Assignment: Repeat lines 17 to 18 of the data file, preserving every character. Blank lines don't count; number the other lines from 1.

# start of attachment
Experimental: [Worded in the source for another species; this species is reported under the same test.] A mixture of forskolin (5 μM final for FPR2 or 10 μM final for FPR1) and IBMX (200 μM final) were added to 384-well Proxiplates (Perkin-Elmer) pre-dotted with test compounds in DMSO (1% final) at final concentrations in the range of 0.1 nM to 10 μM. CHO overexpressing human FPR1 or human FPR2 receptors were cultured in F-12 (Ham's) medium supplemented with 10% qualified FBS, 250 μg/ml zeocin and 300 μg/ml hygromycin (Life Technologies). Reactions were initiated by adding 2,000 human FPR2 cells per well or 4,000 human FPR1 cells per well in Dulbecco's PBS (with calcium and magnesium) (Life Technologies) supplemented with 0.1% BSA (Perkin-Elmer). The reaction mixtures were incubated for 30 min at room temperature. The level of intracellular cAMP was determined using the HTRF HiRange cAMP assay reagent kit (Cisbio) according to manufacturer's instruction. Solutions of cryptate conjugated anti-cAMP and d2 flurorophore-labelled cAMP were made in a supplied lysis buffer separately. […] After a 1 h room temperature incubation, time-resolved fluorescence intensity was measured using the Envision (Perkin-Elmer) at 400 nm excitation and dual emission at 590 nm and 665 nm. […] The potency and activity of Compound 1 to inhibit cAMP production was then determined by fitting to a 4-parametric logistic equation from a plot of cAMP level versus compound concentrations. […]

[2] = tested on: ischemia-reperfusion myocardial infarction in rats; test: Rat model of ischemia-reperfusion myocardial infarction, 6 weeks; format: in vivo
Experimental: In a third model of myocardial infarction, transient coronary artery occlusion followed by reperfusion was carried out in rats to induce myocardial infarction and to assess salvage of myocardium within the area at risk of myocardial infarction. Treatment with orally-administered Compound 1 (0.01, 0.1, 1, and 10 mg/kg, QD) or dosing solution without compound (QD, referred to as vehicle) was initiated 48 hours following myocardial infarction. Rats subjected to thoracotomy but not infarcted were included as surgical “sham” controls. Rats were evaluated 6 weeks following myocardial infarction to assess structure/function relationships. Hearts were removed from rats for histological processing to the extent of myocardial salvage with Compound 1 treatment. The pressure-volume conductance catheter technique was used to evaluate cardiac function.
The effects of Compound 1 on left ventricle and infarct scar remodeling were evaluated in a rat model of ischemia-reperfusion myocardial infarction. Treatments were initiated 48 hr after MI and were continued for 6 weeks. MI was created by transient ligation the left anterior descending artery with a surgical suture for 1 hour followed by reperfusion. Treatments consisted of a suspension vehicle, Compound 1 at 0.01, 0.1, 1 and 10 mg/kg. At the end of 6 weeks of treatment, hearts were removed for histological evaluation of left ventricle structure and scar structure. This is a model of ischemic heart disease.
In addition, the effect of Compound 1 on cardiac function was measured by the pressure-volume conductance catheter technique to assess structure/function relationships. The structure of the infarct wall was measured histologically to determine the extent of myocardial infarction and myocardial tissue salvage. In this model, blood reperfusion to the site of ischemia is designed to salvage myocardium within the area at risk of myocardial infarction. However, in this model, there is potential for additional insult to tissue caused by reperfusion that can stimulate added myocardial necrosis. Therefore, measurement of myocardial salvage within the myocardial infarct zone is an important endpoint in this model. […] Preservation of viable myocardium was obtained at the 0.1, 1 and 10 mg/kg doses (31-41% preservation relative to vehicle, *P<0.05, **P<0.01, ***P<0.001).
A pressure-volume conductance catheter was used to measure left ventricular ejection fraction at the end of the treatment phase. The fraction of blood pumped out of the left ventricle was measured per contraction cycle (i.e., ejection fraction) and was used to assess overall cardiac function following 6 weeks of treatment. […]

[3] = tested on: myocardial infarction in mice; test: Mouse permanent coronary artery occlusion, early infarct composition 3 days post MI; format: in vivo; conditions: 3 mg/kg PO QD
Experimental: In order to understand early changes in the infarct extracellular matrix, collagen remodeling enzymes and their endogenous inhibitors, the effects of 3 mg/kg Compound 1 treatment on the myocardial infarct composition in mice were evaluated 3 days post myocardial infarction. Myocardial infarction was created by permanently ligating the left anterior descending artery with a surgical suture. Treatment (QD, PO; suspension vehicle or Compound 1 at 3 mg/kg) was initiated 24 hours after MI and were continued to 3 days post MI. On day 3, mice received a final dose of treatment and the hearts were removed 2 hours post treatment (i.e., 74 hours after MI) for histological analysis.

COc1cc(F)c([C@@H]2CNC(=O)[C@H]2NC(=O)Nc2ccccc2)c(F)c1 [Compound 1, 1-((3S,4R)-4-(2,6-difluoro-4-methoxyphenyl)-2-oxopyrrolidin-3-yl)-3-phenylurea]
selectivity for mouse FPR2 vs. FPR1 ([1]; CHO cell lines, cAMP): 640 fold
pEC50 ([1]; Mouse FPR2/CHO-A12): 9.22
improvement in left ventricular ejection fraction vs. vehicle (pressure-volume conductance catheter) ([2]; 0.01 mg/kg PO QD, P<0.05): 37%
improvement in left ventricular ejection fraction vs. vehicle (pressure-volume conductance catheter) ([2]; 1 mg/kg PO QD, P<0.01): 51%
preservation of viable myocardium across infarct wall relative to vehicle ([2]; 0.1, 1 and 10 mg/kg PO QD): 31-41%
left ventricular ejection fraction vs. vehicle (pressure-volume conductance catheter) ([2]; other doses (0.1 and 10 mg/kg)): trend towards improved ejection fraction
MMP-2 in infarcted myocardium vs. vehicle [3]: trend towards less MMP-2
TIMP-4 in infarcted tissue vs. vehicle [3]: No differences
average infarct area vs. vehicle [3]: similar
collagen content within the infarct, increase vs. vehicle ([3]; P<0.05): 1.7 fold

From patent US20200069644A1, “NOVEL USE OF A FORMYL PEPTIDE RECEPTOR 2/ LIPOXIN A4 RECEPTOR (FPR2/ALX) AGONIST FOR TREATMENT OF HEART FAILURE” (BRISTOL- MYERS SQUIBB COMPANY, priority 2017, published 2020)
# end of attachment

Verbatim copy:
TIMP-4 in infarcted tissue vs. vehicle [3]: No differences
average infarct area vs. vehicle [3]: similar